Vital Signs report provides snapshot of the quality of life on Prince Edward Island
November 19, 2019—
A new report from the IIS in partnership with the Community Foundation of PEI (CFPEI) provides a snapshot of the quality of life and well-being on Prince Edward Island. Vital Signs brings together publicly available research data, the analysis of subject experts, and focus group feedback from private, public, and not-for-profit sectors from different regions of the Island. The result is an easy-to-digest, comprehensive look at a wide range of interconnected topics from health to housing to education and the environment.
New report and survey conducted by UPEI’s Institute of Island Studies for the Government of Prince Edward Island: Recruiting Talent to Prince Edward Island Survey: Build a Career. Create a Life.
In 2018, in a bid to create evidence-based policy-making around the theme of repatriation, the Prince Edward Island Department of Workforce and Advanced Learning contracted the Institute of Island Studies to undertake a research project to determine the opportunities for and barriers to Islanders returning home. This report is the result of that research.
“The Institute of Island Studies and the UNESCO Chairs in Island Studies and Sustainability are to be commended for organizing this very important initiative, which will bring together representatives of small island states to develop strategies to address their unique issues regarding sustainability and sovereignty,” said Dr. Robert Gilmour, UPEI’s Vice-President Academic and Research. “Island jurisdictions are often viewed as vulnerable, poverty-stricken, and destitute, but research shows many of these islands are better described as innovative and entrepreneurial.”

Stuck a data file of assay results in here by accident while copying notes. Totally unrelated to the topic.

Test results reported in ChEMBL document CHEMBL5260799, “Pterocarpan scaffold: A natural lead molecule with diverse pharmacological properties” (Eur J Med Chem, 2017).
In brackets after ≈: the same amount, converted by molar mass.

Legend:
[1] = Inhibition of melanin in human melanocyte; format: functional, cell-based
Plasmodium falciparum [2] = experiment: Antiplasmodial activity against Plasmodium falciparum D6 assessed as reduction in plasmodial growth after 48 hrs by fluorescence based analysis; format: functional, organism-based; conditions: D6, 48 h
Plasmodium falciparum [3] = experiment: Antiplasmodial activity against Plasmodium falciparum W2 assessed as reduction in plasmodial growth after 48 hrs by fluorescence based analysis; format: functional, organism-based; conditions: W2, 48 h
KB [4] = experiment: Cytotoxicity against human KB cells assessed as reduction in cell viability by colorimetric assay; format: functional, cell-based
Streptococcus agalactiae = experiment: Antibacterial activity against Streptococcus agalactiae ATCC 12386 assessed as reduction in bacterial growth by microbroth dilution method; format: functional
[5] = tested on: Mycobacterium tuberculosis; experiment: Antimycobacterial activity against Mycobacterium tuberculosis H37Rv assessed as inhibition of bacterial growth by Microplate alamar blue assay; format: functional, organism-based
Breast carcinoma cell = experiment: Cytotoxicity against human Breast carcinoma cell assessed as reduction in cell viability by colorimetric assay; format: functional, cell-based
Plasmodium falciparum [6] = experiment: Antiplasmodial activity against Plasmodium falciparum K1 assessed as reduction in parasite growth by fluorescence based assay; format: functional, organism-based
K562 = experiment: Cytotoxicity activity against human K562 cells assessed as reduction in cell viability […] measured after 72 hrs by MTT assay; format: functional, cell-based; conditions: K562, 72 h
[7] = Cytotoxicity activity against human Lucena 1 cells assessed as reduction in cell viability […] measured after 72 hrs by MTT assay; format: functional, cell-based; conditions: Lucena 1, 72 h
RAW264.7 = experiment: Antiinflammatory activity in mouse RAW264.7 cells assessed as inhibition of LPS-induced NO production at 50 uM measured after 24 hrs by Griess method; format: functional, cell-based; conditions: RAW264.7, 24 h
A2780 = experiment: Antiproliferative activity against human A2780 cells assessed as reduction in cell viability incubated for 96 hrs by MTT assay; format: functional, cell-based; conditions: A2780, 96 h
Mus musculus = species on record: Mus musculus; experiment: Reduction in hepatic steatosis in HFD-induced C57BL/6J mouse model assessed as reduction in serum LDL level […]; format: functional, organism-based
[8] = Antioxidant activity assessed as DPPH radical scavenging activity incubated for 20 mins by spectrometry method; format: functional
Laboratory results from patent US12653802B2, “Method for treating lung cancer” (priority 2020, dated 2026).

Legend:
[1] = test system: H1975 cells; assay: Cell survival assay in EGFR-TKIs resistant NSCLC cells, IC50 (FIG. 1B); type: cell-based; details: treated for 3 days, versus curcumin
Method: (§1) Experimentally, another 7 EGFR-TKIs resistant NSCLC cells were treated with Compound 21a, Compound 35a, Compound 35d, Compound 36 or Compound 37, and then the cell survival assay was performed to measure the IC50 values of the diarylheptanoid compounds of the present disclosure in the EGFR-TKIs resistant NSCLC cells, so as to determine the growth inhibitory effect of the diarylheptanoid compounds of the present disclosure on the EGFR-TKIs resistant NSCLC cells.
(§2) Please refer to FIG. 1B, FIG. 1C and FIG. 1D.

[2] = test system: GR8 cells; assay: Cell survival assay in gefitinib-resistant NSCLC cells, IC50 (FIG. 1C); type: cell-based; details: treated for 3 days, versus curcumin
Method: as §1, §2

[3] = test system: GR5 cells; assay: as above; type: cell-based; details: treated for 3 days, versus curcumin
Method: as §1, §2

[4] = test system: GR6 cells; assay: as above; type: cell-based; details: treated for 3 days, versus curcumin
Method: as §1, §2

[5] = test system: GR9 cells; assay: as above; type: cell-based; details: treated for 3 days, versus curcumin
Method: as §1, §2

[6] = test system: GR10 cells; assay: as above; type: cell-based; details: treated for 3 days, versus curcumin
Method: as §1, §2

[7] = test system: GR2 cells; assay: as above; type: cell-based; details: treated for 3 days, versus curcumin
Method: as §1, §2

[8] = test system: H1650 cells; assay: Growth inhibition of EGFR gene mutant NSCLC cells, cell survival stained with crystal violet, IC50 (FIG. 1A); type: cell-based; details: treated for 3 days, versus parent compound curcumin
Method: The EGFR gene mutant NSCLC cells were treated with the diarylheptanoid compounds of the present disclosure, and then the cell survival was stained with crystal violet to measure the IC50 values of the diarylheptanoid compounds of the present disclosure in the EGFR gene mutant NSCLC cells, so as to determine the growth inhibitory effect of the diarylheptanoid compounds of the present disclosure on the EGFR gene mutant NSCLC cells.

This meeting brought together six representatives of small island states (Iceland, New Zealand, Mauritius, Palau, Cyprus, St. Lucia and Grenada) and six representatives from non-sovereign, sub-national island jurisdictions (Prince Edward Island, Newfoundland, La Réunion, Lesbos, Guam and Tobago). These groups will compare experiences, to see whether statehood is a boon or hindrance when implementing sustainable practices in social-political, cultural-artistic, economic, and environmental areas.
“Take an island’s ability to respond to a natural crisis, such as a hurricane,” said Dr. James Randall, co-holder of the UNESCO Chair in Island Studies and Sustainability. “If that island is a sub-national jurisdiction, is it a benefit to know the larger government will be there to help them respond, or will an independent island state be better equipped to determine what is needed and implement that plan.”
The project will develop a set of measures of sustainability and sovereignty by undertaking household and focus group surveys using comparisons of six pairs of islands. The Institute of Island Studies and the UNESCO Chair in Island Studies and Sustainability will coordinate these activities, bringing together island researchers and solving issues using a local-to-global integrated approach.
The Social Sciences and Humanities Research Council of Canada (SSHRC) is the federal research funding agency that promotes and supports postsecondary-based research and research training in the humanities and social sciences. By focusing on developing talent, generating insights and forging connections across campuses and communities, SSHRC strategically supports world-leading initiatives that reflect a commitment to ensuring a better future for Canada and the world.